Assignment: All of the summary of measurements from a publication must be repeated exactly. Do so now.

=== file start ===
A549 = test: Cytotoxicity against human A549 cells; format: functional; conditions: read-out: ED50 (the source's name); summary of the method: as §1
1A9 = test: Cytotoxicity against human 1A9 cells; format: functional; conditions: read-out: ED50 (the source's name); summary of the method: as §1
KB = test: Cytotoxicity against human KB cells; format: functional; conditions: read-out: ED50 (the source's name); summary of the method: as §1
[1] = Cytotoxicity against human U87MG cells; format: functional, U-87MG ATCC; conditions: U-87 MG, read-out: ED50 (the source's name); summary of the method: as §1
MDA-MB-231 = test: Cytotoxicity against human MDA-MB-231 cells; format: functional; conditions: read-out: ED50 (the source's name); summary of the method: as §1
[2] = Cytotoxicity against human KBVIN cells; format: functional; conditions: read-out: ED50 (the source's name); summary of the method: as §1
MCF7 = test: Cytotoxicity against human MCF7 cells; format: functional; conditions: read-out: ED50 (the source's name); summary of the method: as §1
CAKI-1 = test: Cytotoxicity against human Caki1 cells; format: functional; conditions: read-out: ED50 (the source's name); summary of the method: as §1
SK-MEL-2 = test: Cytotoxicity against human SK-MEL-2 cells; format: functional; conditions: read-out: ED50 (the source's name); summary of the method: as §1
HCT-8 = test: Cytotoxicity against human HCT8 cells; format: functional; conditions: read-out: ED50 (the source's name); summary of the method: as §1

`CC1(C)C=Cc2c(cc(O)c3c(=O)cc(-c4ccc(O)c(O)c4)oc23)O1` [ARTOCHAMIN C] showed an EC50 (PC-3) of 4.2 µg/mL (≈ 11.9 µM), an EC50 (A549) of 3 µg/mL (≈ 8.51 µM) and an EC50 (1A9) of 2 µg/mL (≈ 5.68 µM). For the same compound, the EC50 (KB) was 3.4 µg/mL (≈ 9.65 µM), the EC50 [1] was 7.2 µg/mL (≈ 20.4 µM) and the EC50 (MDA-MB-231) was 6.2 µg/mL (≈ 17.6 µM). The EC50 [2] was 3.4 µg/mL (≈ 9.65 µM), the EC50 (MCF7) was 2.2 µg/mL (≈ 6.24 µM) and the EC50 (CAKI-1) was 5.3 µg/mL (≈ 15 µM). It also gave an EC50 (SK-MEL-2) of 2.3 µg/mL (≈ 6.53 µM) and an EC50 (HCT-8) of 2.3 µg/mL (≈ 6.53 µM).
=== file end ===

A549 = test: Cytotoxicity against human A549 cells; format: functional; conditions: read-out: ED50 (the source's name); summary of the method: as §1
1A9 = test: Cytotoxicity against human 1A9 cells; format: functional; conditions: read-out: ED50 (the source's name); summary of the method: as §1
KB = test: Cytotoxicity against human KB cells; format: functional; conditions: read-out: ED50 (the source's name); summary of the method: as §1
[1] = Cytotoxicity against human U87MG cells; format: functional, U-87MG ATCC; conditions: U-87 MG, read-out: ED50 (the source's name); summary of the method: as §1
MDA-MB-231 = test: Cytotoxicity against human MDA-MB-231 cells; format: functional; conditions: read-out: ED50 (the source's name); summary of the method: as §1
[2] = Cytotoxicity against human KBVIN cells; format: functional; conditions: read-out: ED50 (the source's name); summary of the method: as §1
MCF7 = test: Cytotoxicity against human MCF7 cells; format: functional; conditions: read-out: ED50 (the source's name); summary of the method: as §1
CAKI-1 = test: Cytotoxicity against human Caki1 cells; format: functional; conditions: read-out: ED50 (the source's name); summary of the method: as §1
SK-MEL-2 = test: Cytotoxicity against human SK-MEL-2 cells; format: functional; conditions: read-out: ED50 (the source's name); summary of the method: as §1
HCT-8 = test: Cytotoxicity against human HCT8 cells; format: functional; conditions: read-out: ED50 (the source's name); summary of the method: as §1

`CC1(C)C=Cc2c(cc(O)c3c(=O)cc(-c4ccc(O)c(O)c4)oc23)O1` [ARTOCHAMIN C] showed an EC50 (PC-3) of 4.2 µg/mL (≈ 11.9 µM), an EC50 (A549) of 3 µg/mL (≈ 8.51 µM) and an EC50 (1A9) of 2 µg/mL (≈ 5.68 µM). For the same compound, the EC50 (KB) was 3.4 µg/mL (≈ 9.65 µM), the EC50 [1] was 7.2 µg/mL (≈ 20.4 µM) and the EC50 (MDA-MB-231) was 6.2 µg/mL (≈ 17.6 µM). The EC50 [2] was 3.4 µg/mL (≈ 9.65 µM), the EC50 (MCF7) was 2.2 µg/mL (≈ 6.24 µM) and the EC50 (CAKI-1) was 5.3 µg/mL (≈ 15 µM). It also gave an EC50 (SK-MEL-2) of 2.3 µg/mL (≈ 6.53 µM) and an EC50 (HCT-8) of 2.3 µg/mL (≈ 6.53 µM).